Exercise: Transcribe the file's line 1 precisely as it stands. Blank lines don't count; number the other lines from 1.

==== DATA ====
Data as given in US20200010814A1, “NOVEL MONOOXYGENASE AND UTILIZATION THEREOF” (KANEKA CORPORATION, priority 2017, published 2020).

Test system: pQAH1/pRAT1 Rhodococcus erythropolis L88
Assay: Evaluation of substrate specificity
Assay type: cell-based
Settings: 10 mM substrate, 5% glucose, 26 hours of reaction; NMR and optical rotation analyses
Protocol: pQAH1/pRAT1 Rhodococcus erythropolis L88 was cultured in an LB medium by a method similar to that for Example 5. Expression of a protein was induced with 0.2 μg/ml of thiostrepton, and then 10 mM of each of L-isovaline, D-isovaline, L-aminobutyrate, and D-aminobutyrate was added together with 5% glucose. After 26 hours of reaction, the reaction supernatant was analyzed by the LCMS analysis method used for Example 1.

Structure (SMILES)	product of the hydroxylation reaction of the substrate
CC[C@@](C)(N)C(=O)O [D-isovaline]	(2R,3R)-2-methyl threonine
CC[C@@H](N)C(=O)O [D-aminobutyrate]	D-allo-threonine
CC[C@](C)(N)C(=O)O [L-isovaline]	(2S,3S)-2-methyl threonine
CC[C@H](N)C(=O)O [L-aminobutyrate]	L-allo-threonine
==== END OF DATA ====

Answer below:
Data as given in US20200010814A1, “NOVEL MONOOXYGENASE AND UTILIZATION THEREOF” (KANEKA CORPORATION, priority 2017, published 2020).